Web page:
“17 By faith Abraham, when he was tried, offered up Isaac: and he that had received the promises offered up his only begotten son,
18 Of whom it was said, That in Isaac shall thy seed be called:
19 Accounting that God was able to raise him up, even from the dead; from whence also he received him in a figure.”
Today we will continue our discussion about Abraham. We already learned that Abraham was obedient to God’s commandments (see Moving with a Promise: Abraham's Obedience). We know he was tested plenty, and we know all the blessings he received because of his obedience. But now came a bigger test. God asked Abraham to sacrifice his son Isaac, the very son that had come as a miracle in his old age. Genesis 22:2 reads, “Take now thy son, thine only son Isaac, whom thou lovest, and get thee into the land of Moriah; and offer him there for a burnt offering upon one of the mountains which I will tell thee of.” God knew that Abraham loved Isaac and required the sacrifice. I cannot imagine the thoughts that went through Abraham’s head when he received this commandment.
I was amazed at his response in Genesis 22:3, “And Abraham rose up early in the morning, and saddled his ass, and took two of his young men with him, and Isaac his son, and clave the wood for the burnt offering, and rose up, and went unto the place of which God had told him.” Abraham did not hesitate. He made preparations the very next day, and the scriptures point out that it was early in the morning. It was three days journey to Mount Moriah. Abraham could have turned around if the pain of what he was going to do was too much to bear. But he did not. He made the journey. Three days of thinking of what was going to take place. Three days of thinking about his son, Sarah, and all that they had experienced. Three days evaluating his faith in God and the promises that had been made to him, more than likely evaluating those specific to the Abrahamic covenant. How was his seed supposed to become as the dust of the earth or the stars in the sky if he sacrificed Isaac? At least those are the things I would have thought about had I been in his shoes.
They finally arrive. Abraham tells the two young men to stay with the donkey, and that he and Isaac would go worship. Look for the symbolism pertaining to God and His Only Begotten son in the following verse. Genesis 22:6 “And Abraham took the wood of the burnt offering, and laid it upon Isaac his son; and he took the fire in his hand, and a knife; and they went both of them together.” Isaac had to carry the things that Abraham was planning to use for his sacrifice, much like the Savior had to carry His own cross to be crucified for us all. Here is where Isaac thinks something seems odd. He asks Abraham in Genesis 22:7 “Behold the fire and the wood: but where is the lamb for a burnt offering?” If I had been in Abraham’s position trying to answer that question, I probably would have broken down and told Isaac to run far away. Instead, Abraham replies in verse eight, “My son, God will provide himself a lamb for a burnt offering.” He didn’t answer Isaac’s question directly in my opinion. It appears to be symbolic once again to the Lamb, the Son of God, and the sacrifice that would be required several years down the road. But that answer was enough for Isaac, and they kept going.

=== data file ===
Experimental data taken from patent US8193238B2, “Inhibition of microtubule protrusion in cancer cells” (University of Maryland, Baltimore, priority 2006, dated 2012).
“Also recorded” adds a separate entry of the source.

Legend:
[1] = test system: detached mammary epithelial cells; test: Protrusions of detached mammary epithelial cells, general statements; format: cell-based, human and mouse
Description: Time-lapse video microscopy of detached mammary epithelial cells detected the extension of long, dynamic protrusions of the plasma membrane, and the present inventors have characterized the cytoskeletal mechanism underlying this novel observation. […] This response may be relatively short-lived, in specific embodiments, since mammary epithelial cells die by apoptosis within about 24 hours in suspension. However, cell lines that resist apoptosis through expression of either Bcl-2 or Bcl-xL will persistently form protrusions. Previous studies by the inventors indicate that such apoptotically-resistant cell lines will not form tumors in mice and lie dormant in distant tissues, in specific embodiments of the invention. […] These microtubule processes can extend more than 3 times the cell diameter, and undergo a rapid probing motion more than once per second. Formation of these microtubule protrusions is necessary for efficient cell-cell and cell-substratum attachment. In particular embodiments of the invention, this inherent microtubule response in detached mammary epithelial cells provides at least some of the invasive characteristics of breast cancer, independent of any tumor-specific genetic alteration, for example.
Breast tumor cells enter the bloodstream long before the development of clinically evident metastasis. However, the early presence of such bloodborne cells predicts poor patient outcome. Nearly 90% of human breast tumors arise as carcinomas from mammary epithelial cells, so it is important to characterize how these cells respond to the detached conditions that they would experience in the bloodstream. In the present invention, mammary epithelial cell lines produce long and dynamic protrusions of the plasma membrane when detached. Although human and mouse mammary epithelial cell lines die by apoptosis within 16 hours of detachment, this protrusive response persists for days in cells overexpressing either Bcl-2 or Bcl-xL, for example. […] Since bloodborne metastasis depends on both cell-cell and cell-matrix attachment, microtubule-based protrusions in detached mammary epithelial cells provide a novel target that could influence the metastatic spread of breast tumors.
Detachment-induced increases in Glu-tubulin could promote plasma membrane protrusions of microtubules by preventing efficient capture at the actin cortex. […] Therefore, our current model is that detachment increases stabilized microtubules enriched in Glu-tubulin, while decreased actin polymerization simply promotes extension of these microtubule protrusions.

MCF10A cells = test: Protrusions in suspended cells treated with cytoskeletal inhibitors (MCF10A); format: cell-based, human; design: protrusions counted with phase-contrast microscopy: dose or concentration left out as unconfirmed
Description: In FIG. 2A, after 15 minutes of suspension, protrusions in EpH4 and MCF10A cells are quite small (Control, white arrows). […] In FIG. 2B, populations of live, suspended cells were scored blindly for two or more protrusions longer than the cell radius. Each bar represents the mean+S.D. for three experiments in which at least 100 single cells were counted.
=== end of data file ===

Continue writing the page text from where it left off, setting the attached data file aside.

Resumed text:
Abraham and Isaac make it to the specified spot for the sacrifice, Abraham builds an altar, lays down the wood, and then binds up Isaac and lays him on the altar. Can we talk about Isaac’s faith for a minute? Did Isaac think what his father was doing was insane? Did he trust that God would provide an alternative rather than his own life? There is no mention of Isaac putting up a fight. He submitted to the will of his father Abraham, just like Jesus Christ submitted to the will of God. Isaac also demonstrated exceedingly great faith. Right before Abraham was going to pierce his beloved Isaac with the knife, the angel of the Lord stops him. Genesis 22:12 reads, “Lay not thine hand upon the lad, neither do thou any thing unto him: for now I know that thou fearest God, seeing though has not withheld thy son, thine only son from me.” Can you imagine the joy Abraham and Isaac both felt after the trial of their faith? How grateful were they when they saw the ram in the thicket and when they performed the burnt offering using that ram!
God may not ask us to sacrifice our own children at an altar in such a manner. He may ask us to sacrifice them for a short while in His service. He may not even require that of us at all. He may ask you to sacrifice your pride and do something that is really tough, like extend a hand of fellowship to someone that hurt your feelings in the past. He may ask you to sacrifice your time or your possessions for the building up of His kingdom. Will you have the faith of Abraham and Isaac when he requires you to do a hard thing? Can you begin preparing your heart today for when that trial does come? Can you ask God to help strengthen you now so that you may not falter? Or maybe he already has asked you to do something very difficult. If so, feel free to share that experience with us if you desire. I pray that we may all develop the faith to do anything that God requires of us.
Feel free to download the Hebrews 11 Part 2 study guide to help you with this post and the upcoming posts!